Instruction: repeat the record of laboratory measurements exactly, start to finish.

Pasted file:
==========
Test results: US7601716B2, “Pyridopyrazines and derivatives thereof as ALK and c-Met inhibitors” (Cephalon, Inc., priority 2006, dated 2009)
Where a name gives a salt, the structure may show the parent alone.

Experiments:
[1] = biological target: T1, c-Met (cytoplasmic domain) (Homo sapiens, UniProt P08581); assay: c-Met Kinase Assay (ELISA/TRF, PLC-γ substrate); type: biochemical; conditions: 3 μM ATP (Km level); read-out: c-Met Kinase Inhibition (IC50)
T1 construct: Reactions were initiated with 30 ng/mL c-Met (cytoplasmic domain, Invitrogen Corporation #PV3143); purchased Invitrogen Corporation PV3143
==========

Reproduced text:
Test results: US7601716B2, “Pyridopyrazines and derivatives thereof as ALK and c-Met inhibitors” (Cephalon, Inc., priority 2006, dated 2009)
Where a name gives a salt, the structure may show the parent alone.

Experiments:
[1] = biological target: T1, c-Met (cytoplasmic domain) (Homo sapiens, UniProt P08581); assay: c-Met Kinase Assay (ELISA/TRF, PLC-γ substrate); type: biochemical; conditions: 3 μM ATP (Km level); read-out: c-Met Kinase Inhibition (IC50)
T1 construct: Reactions were initiated with 30 ng/mL c-Met (cytoplasmic domain, Invitrogen Corporation #PV3143); purchased Invitrogen Corporation PV3143